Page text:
So is it worth $4, well the short answer is HELL NO! No comic is worth $4 in my mind, but this one even falls short if it were $3. It's not even a high quality book for $4. The story is pretty simple. Iron Man starts off by saying that just about anybody could be a Skrull. Whoa stop the press, is that something new to us, not really, well actually even to this wheelchair comic book collector that was pretty obvious. We all know the basic story line and yet we seem to gobble this stuff up every time Marvel sets it out for us.

Are we whores for buying whatever crap they feed us? I don't think so actually. When we are given nothing else to read, we will scramble for whatever they give us. "One More Day" is terrible and not knowing what is going on in the DC universe I wouldn't know what I was missing over there.

I did read Civil War, however as a trade paperback, and I thought it was excellent except for the ending. I thought that it seemed rushed and was sort of a cop out at the end. Captain America suddenly realizing he was all wrong within the span of thirty seconds left me scratching my balls and wondering what Mark Miller was thinking. Lets hope that Brian Michael Bendis doesn't cheapen up the ending an piss off everyone who paid $4 an issue for the entire run.

I know it might seem like I am focusing on the price of the comic itself, but as a collector I think that is a major concern considering each time they raise the prices they should know we are still spending the same amount of money each week or month. What the majority of the collectors do is take their alloted funds and just buy fewer comics. Which in the long run will kill off the underselling books like "The Order" and keep the highly promoted garbage like "Secret Invasion" on the shelves.

All in all if you like the idea of Skrulls and the humdrum simple tension of who might be a Skrull, then this comic is for you. If you like good dialog and a great original story, then buy "Pax Romana" ($3.50 only a partial anal rape) or "The Boys" ($2.99 which is a high quality blowjob in comparison).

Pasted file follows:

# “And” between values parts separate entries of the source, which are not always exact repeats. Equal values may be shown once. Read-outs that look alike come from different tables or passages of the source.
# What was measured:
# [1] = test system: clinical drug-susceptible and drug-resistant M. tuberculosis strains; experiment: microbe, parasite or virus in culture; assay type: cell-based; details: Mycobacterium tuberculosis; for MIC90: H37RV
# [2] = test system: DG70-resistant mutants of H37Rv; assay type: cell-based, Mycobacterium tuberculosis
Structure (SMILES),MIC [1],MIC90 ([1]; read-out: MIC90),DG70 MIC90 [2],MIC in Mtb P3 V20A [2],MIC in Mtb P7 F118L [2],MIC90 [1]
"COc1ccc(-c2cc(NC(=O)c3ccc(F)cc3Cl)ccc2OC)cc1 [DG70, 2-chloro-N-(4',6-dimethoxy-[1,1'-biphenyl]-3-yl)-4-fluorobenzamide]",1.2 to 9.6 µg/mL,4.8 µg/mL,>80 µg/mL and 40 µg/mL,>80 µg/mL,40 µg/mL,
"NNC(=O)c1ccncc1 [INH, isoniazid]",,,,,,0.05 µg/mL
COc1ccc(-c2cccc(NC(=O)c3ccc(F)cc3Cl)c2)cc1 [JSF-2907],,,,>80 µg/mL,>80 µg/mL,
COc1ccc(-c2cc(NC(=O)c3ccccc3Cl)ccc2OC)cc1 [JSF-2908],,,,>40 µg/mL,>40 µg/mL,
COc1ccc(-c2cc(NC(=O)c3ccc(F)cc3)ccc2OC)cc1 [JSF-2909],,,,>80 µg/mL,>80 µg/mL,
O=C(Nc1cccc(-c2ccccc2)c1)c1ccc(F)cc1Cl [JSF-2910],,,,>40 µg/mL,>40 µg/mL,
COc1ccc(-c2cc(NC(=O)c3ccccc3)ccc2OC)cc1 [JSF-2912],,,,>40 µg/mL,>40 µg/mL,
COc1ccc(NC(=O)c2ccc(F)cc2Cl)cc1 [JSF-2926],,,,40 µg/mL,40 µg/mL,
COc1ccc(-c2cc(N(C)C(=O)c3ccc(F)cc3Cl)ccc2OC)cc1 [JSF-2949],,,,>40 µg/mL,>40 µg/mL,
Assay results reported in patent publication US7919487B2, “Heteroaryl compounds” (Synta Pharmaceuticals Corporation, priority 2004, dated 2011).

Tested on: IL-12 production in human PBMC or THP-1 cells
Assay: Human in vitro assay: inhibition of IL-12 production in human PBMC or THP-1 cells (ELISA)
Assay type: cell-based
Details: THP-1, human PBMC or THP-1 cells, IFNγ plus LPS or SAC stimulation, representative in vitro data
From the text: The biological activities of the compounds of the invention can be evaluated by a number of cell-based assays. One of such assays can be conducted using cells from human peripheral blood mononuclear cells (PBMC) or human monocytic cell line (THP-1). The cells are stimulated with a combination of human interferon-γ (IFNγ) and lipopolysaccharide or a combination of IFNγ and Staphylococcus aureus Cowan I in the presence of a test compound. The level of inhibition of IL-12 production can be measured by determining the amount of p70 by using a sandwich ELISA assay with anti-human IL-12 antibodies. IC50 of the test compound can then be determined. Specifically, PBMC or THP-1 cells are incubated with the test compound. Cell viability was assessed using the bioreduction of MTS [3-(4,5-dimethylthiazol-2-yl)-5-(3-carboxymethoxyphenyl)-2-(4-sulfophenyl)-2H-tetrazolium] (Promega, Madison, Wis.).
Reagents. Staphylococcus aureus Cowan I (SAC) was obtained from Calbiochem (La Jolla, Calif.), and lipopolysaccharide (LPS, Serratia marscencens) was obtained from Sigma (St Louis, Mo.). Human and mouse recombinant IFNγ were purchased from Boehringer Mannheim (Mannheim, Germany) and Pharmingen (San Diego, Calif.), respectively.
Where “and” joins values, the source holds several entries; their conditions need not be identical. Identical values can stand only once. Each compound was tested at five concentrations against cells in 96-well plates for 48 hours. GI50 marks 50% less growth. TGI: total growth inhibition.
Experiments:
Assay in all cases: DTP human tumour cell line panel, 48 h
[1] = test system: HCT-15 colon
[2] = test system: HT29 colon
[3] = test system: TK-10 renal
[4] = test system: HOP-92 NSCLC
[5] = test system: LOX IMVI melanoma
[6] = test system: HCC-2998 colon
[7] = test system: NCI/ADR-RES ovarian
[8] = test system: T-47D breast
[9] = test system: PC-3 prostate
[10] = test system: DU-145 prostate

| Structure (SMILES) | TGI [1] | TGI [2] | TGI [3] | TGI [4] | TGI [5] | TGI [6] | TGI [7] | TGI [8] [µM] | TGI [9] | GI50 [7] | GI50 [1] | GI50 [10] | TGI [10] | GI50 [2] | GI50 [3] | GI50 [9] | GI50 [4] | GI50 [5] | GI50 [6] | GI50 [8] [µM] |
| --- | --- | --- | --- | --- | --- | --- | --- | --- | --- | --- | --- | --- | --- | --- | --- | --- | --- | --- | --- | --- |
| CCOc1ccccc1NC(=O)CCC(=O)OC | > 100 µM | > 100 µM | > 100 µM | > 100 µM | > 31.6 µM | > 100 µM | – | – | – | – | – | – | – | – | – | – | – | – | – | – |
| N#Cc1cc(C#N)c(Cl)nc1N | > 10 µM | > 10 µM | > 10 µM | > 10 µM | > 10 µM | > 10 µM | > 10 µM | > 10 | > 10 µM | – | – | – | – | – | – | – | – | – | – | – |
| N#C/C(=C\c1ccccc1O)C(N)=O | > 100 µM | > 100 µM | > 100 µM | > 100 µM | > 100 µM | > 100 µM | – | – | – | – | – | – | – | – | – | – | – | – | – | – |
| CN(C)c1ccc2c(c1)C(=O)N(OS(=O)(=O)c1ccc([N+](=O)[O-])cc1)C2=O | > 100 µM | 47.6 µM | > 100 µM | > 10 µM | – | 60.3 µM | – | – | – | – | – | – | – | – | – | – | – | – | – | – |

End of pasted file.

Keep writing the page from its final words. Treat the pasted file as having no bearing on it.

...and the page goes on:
Artwork - 2.5 stars. Nothing special at all. At times it was hard for me to tell who was who and with Reed Richards I would think it would be easy to capture his image and make it obvious.
Storyline - 2 stars. We all know the whole story already basically, the only thing up in the air for the next 7 issues is; who's a fucking Skrull?

If you like spending $4 on a very sub par comic book then go out and get this. You should at least wait for the trade paperback. That way you can avoid 7 pages of advertisements per issue. Let's do the math on that 7 x 8 = 56, holy shit, 56 pages of ads, how can it be so expensive then? I'll tell you why, cause they know we'll pay for it.


Thursday, April 3, 2008

Grant Morrison: Fruit Loop or Genius?

Say what you like about Grant Morrison, he's one of the most important comic book writers of our time. Top five, for sure. He writes some of the most challenging and ambitious material available, and he does it with his own off-beat style.

He can dazzle you with the subtle symbolism, blow your brain away with his metaphysics, and tell a fantastic action yarn to boot. This is not just the guy who made you scratch your head with Batman: Arkham Asylum, this is the cat that turned the JLA into must reading again.

Grant Morrison writes interesting characters, but the most unique character in comics might be Morrison himself. He's a card carrying chaos magician, philosopher, and drug ingester.